Barbets eat mainly fruits. They also take insects when the opportunity presents itself, like in a termite hatch. Animal foods are fed to the young immediately after the egg is hatched.
Of the fruits, figs are a major food source. A list of fruits eaten by barbets can be found HERE. Canthium glabrum, commonly known as Garden Coffee or Kopi Utan is a new addition to the list. There is no mention of this food plant in either Short & Home (2002) or Wells (1999).
The images illustrating this post, photographed at the Upper Seletar Reservoir forest, show the Red-crowned Barbet (Megalaima rafflesii) swallowing the crushed fruits together with the seeds. The seeds are probably regurgitsted later, often just before the bird indulges in singing (Short & Home, 2002). In the case of small seeds, they are passed through the gut to be excreted at the other end.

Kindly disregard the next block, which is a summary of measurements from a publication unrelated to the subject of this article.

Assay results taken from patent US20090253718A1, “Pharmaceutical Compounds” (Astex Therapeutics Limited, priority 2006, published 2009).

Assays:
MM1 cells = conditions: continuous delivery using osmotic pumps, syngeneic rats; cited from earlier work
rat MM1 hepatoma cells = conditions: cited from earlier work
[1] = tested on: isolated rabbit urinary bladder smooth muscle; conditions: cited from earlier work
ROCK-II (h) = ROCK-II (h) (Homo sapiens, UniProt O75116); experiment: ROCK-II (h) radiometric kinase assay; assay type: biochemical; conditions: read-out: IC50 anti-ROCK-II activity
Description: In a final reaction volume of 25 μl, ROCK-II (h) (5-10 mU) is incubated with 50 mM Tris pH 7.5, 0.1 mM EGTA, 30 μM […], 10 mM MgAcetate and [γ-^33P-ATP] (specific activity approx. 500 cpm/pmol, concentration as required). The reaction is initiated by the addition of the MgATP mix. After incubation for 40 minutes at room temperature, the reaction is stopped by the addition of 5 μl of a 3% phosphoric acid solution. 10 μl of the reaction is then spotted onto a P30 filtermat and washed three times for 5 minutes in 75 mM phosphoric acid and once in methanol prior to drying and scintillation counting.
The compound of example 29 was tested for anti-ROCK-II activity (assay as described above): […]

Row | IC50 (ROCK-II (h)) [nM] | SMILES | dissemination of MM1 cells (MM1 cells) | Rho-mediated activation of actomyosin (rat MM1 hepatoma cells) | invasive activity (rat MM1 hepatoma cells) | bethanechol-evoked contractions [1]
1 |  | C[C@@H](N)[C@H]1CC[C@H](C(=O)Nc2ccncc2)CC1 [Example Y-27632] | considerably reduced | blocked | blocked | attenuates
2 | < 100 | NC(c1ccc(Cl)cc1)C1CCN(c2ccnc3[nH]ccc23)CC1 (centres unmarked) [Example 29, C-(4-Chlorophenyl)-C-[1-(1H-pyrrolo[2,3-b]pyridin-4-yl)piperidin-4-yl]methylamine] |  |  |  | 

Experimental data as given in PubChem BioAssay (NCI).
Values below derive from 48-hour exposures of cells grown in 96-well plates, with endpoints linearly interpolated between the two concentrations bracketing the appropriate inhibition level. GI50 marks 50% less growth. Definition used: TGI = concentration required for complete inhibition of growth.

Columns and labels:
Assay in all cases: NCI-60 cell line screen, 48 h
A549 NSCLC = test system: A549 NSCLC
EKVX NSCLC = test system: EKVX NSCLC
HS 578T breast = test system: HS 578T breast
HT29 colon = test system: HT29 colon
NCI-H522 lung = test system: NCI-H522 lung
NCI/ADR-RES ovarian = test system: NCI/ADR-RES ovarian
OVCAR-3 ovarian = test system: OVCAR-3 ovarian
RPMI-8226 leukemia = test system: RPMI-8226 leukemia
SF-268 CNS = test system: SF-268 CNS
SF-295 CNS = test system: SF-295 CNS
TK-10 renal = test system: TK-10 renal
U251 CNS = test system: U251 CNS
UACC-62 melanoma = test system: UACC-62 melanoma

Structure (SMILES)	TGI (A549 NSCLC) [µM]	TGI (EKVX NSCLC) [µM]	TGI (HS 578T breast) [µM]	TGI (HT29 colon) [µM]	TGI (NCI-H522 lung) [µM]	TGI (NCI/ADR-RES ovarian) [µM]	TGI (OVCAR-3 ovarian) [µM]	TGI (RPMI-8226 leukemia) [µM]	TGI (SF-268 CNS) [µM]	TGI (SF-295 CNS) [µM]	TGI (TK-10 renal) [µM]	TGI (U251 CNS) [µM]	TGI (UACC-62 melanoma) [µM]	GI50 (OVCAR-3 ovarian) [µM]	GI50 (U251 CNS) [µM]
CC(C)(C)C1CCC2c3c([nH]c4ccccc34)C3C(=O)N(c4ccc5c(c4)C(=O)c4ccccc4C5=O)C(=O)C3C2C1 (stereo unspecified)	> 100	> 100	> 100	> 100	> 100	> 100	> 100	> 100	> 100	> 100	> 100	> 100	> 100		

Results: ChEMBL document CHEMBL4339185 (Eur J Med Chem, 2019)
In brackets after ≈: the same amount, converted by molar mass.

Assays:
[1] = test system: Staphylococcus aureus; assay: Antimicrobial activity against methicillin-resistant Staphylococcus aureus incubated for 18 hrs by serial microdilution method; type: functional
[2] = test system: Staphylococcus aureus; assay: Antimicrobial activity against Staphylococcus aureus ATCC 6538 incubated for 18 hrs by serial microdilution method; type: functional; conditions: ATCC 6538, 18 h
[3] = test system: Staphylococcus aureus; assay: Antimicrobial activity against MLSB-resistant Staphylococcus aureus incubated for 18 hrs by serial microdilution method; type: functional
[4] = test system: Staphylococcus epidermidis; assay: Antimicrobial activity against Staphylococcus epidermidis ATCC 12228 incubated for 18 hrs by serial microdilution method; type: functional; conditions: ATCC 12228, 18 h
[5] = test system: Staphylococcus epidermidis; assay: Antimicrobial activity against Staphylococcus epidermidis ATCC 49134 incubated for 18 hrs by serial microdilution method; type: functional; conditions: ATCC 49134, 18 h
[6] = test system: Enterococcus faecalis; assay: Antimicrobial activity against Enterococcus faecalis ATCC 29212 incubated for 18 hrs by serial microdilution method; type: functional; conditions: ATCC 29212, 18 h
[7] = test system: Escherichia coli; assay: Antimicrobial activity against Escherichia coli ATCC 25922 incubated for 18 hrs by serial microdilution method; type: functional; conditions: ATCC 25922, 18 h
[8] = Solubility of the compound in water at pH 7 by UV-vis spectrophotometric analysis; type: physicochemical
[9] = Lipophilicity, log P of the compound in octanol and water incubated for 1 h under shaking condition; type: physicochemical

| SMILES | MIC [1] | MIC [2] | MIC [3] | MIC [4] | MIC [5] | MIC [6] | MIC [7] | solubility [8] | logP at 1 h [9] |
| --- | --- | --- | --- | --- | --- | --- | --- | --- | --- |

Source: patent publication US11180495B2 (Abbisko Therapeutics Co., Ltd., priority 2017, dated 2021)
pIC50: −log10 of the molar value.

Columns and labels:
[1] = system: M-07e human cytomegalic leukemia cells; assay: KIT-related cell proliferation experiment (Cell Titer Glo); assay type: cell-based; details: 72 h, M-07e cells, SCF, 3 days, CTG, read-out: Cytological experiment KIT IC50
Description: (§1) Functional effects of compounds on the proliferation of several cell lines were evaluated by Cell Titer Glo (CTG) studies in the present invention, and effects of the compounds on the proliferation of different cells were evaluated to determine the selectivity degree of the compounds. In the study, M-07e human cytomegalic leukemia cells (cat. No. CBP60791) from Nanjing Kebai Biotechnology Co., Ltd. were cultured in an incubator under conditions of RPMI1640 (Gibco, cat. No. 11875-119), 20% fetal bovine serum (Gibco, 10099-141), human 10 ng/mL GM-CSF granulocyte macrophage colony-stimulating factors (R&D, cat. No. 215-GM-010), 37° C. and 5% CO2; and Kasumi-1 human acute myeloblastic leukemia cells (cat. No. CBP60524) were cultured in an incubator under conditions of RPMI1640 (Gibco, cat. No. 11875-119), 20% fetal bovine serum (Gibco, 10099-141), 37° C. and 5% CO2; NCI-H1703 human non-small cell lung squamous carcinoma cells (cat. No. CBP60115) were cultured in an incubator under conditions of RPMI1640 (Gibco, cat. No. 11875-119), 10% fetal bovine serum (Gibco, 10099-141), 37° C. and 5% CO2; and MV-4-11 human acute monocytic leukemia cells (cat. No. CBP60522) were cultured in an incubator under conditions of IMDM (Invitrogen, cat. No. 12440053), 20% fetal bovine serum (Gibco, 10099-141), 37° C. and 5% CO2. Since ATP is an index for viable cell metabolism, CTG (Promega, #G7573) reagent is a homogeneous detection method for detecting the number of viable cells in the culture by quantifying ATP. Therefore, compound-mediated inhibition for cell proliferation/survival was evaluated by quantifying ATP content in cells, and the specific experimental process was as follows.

6th August 2016
1. Short, L. L. & J. F. M. Horne, 2002. Family Capitonidae (Barbets). In: del Hoyo, J., A. Elliott & J. Sargatal (eds.), Handbook of the birds of the world. Vol. 7. Jacamars to Woodpeckers. Lynx Editions, Barcelona. Pp. 140-219.
2. Wells, D.R., 1999. The birds of the Thai-Malay Peninsular. Vol. I, Non-passerines. Academic Press, London. 648 pp.
Lee Chiu San
From my own experience with several Red-Crowned Barbets in aviculture, they will all take papayas and grapes very readily. Not all like bananas, and some will eat mealworms, while others will not. The same with softbill pellet food. Some will accept it, whereas there are others which, despite years in an aviary, will never eat pellets.
Among the Jungle Barbets, the Red-Crowned Barbet is somewhat tolerant of human activity, and is known to be a hold-out when forests are disturbed. Being found in proximity to people, specimens often end up in the bird trade. I am really glad that it is present in Singapore, and appears to be holding its own.